LOS ANGELES (AP) — So let’s say the All-Star Game is tied 3-all after nine innings. Then it goes to that new Home Run Derby tiebreaker, where National League boppers Pete Alonso, Ronald Acuña Jr. and Kyle Schwarber outslug the AL trio.
What’s the final score?
After a couple of ideas were considered, Major League Baseball made its decision hours before Tuesday’s game at Dodger Stadium: Officially, it would be 3-3, with a notation the NL won in a home run swing-off.
There had been discussion about adding a run to the winner’s score. But MLB consulted with the Elias Sports Bureau and followed the recommendation of the sport’s record keepers.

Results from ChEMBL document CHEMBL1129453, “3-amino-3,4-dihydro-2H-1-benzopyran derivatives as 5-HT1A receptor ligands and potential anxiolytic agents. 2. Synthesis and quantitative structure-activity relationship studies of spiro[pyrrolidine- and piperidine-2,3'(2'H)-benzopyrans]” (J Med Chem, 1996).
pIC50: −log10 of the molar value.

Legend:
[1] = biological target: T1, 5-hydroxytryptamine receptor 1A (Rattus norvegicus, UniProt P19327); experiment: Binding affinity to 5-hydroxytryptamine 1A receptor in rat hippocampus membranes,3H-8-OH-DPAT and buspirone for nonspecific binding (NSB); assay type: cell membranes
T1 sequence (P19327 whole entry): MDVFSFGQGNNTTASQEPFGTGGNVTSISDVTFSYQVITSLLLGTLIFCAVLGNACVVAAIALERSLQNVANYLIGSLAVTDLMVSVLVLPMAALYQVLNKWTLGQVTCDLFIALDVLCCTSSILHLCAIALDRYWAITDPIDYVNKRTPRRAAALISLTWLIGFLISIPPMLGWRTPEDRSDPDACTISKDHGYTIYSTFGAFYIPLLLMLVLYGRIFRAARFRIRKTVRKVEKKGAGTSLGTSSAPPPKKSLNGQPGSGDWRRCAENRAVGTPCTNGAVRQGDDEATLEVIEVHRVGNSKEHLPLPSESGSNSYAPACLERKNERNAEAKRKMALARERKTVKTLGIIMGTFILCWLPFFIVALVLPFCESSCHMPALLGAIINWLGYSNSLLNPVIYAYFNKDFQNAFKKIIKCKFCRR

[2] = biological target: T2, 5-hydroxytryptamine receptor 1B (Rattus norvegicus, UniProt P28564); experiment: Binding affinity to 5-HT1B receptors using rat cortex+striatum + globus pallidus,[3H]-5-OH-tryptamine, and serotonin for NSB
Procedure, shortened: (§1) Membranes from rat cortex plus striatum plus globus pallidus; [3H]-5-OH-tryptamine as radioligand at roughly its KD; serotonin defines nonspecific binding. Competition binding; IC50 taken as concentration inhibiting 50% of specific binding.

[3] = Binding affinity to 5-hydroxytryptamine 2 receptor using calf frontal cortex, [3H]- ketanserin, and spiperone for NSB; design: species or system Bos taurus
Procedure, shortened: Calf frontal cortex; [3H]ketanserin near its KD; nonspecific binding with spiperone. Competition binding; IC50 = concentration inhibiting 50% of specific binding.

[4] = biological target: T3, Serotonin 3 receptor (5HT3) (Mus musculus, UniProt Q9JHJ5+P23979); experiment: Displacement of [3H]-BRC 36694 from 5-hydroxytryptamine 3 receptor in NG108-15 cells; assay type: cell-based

That’d make the final tally like the results in a soccer match decided by penalty kicks, more than a college football game where the scores keep escalating in multiple overtimes.
This is the first year that the All-Star Game would go to a Home Run Derby instead of extra innings if tied after the ninth.
Each squad would send up three players for three swings each — already chosen were Alonso, Acuña and Schwarber for the NL and Julio Rodríguez, Ty France and Kyle Tucker for the AL.
Rodríguez, selected as a reserve outfielder, could get into the game in the middle innings. Suppose the 21-year-old Seattle rookie went 0 for 2, but then hit three homers in the derby and led the AL to a win — could he get the Most Valuable Player award, based on that performance?
No. The MVP will be based on the nine-inning game and, with coaches doing the tossing in the derby, no winning or losing pitcher.
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